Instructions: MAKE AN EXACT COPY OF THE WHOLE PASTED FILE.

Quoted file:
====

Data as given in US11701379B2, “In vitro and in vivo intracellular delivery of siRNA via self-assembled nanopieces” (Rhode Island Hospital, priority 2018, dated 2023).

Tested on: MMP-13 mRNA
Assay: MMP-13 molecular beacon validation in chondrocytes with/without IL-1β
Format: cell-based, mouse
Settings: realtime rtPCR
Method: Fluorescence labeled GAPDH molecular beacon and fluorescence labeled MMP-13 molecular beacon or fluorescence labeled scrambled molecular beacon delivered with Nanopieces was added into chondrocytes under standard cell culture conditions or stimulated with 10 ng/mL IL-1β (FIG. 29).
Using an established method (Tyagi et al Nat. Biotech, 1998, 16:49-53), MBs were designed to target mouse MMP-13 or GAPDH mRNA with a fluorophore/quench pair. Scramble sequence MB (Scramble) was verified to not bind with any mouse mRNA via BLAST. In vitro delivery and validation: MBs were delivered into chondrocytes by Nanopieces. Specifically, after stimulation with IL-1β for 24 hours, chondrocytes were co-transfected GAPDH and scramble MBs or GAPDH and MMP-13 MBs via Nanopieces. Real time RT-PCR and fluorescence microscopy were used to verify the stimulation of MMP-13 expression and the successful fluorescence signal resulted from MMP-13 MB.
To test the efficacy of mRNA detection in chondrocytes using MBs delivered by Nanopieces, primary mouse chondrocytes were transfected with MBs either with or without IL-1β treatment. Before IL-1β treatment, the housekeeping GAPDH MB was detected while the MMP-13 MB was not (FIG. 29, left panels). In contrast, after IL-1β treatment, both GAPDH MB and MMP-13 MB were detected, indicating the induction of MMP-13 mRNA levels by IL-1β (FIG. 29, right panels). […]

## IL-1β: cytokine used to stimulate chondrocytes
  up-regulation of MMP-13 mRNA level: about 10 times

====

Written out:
Data as given in US11701379B2, “In vitro and in vivo intracellular delivery of siRNA via self-assembled nanopieces” (Rhode Island Hospital, priority 2018, dated 2023).

Tested on: MMP-13 mRNA
Assay: MMP-13 molecular beacon validation in chondrocytes with/without IL-1β
Format: cell-based, mouse
Settings: realtime rtPCR
Method: Fluorescence labeled GAPDH molecular beacon and fluorescence labeled MMP-13 molecular beacon or fluorescence labeled scrambled molecular beacon delivered with Nanopieces was added into chondrocytes under standard cell culture conditions or stimulated with 10 ng/mL IL-1β (FIG. 29).
Using an established method (Tyagi et al Nat. Biotech, 1998, 16:49-53), MBs were designed to target mouse MMP-13 or GAPDH mRNA with a fluorophore/quench pair. Scramble sequence MB (Scramble) was verified to not bind with any mouse mRNA via BLAST. In vitro delivery and validation: MBs were delivered into chondrocytes by Nanopieces. Specifically, after stimulation with IL-1β for 24 hours, chondrocytes were co-transfected GAPDH and scramble MBs or GAPDH and MMP-13 MBs via Nanopieces. Real time RT-PCR and fluorescence microscopy were used to verify the stimulation of MMP-13 expression and the successful fluorescence signal resulted from MMP-13 MB.
To test the efficacy of mRNA detection in chondrocytes using MBs delivered by Nanopieces, primary mouse chondrocytes were transfected with MBs either with or without IL-1β treatment. Before IL-1β treatment, the housekeeping GAPDH MB was detected while the MMP-13 MB was not (FIG. 29, left panels). In contrast, after IL-1β treatment, both GAPDH MB and MMP-13 MB were detected, indicating the induction of MMP-13 mRNA levels by IL-1β (FIG. 29, right panels). […]

## IL-1β: cytokine used to stimulate chondrocytes
  up-regulation of MMP-13 mRNA level: about 10 times